Just a few months earlier on a crisp fall afternoon with the leaves silently falling to the ground, I realized my time with my dog, Cody, was drawing to an end.
Over 15 years old, it was with a heavy heart that I spent what would be my last day with him, outside in the sunshine that he loved so much.
As I was raking leaves I glanced over at him and his tail began to wag as he looked at me with his big, sad eyes. Dropping the rake, I sat down next to him and leaned back against a tree. Pulling him closer, I couldn't help but wonder what the world looked like to him, how does it sound, what does it smell like, and what's on his mind. As he sat looking at me, I realized that once, bright light in his eyes was fading. The next day he was gone.
Like Travis when he lost Old Yeller, “I couldn't seem to get over it. I couldn't eat, couldn't sleep, couldn't cry because I was all empty inside, but hurting. Thinking every minute of everyday about my dog.”
Our emotional attachment to animals can sometimes be stronger that it is to other people, and a lot of emotional stress may occur after the loss of a pet. Accepting that your pet had a long and enjoyable life, you may realize that you could also give another animal a good home, in a safe environment with lots of attention and love.
Most people who have enjoyed a pet for many years will bring another into their lives, and my hope is they will do the same as myself and adopt.
Mary and her husband, Lyle, of 2x2 Ranch are dedicated to the protection of stray animals and placing them in good homes. With a keen sense of understanding an animal's struggle to survive, their love and concern is sincere and admirable. The circumstances of how some of these animals come to the refuge is heartbreaking and inexcusable.
They often take in animals that are in such serious condition it takes weeks of care before they start showing signs of improvement. Some are starved, abused, or even tortured, but with a little extra time and patience, these dogs recover both physically and mentally and are ready for somebody to “please take me home.”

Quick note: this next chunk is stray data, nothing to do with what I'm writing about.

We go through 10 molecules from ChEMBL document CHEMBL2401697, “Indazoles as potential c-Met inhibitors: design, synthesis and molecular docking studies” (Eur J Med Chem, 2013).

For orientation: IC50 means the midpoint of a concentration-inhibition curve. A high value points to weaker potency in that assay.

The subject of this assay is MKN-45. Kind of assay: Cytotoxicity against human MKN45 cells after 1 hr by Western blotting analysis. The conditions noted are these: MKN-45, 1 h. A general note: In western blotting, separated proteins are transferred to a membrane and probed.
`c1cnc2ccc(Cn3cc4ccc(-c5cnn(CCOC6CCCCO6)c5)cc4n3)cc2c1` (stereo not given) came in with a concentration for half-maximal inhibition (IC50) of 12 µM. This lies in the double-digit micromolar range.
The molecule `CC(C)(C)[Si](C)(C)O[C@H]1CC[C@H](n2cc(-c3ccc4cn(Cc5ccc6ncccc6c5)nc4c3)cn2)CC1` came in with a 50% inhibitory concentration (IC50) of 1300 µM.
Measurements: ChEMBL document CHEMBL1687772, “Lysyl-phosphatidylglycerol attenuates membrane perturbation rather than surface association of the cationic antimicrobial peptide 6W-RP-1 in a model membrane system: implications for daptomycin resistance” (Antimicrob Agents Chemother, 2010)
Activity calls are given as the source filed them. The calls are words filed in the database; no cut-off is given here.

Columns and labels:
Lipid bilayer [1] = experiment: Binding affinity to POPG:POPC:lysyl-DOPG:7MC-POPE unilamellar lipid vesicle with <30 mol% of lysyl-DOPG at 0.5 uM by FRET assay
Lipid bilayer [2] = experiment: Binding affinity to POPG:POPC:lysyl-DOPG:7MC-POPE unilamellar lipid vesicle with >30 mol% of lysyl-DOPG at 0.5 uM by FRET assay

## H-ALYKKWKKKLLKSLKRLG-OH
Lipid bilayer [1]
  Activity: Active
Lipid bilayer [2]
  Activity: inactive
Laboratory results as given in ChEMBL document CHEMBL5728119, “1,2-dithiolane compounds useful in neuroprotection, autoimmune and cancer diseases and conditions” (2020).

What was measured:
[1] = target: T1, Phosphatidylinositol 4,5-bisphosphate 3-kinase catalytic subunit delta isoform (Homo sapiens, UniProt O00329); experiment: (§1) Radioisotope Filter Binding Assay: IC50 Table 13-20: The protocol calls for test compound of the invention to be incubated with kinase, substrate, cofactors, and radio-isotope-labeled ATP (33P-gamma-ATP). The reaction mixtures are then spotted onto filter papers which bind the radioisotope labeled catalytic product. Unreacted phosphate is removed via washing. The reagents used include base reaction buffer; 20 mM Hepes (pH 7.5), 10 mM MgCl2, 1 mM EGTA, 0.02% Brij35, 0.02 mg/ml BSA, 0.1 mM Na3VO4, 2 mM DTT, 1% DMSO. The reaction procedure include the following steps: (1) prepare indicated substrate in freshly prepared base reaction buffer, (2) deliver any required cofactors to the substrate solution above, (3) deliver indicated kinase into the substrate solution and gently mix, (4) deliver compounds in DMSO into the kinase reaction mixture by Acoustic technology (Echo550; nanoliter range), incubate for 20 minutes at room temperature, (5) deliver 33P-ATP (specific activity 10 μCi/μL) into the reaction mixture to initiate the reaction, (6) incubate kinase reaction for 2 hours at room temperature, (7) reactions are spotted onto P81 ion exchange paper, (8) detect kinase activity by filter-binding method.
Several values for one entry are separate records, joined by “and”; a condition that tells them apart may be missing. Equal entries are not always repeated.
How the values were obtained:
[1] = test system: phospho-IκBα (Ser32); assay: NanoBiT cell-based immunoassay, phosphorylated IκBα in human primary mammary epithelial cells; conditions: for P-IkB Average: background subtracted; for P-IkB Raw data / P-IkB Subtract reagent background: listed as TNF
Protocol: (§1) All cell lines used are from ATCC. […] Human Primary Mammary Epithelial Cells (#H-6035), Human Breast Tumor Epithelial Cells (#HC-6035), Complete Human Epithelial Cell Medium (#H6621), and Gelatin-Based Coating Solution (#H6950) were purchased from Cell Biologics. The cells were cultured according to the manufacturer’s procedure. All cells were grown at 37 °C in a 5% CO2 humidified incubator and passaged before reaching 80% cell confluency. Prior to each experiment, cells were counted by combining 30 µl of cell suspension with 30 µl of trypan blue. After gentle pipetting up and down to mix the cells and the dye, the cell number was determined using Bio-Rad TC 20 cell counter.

According to the Tennessee Criminal Laws of 2002, “torture” means every act, omission, or neglect whereby unreasonable physical pain, suffering, or death is caused or permitted.”
“Cruelty to animals... A person commits an offense who intentionally or knowingly: (1) tortures, or maims an animal; (2) fails unreasonably to provide necessary food, water, care or shelter for an animal in the person's custody; (3) abandons unreasonably an animal in the person's custody; (4) or transports or confines an animal in a cruel manner.”
Dogs aren't people in furry disguises. They are all unique individuals. They are big dogs, little dogs, black, white, brown and spotted dogs, high energy, laid back, playful and peaceful dogs. Anyone deciding to adopt should realize having a dog is a joy and privilege, but also a responsibility. Because your dog will share your home and life, you need to make the right decision about the dog your adopt.
And how's little Gus? After a couple of days, I realized I had another dog to get acquainted with and another dog to love and take care of.
Once again, like Travis, “I went to laughing. I sat there and laughed till I cried,” as I watched Gus trying to introduce himself to the neighbor's dog. And there was that ole familiar “wag of the tail.” He was home.
On one last note, if you want to lift your spirits or thrill your children with a new family pet, please give an abandoned dog a good home. Call Mary at 666-9047 or call the Lafayette Police Department and inquire about the dogs at the pound.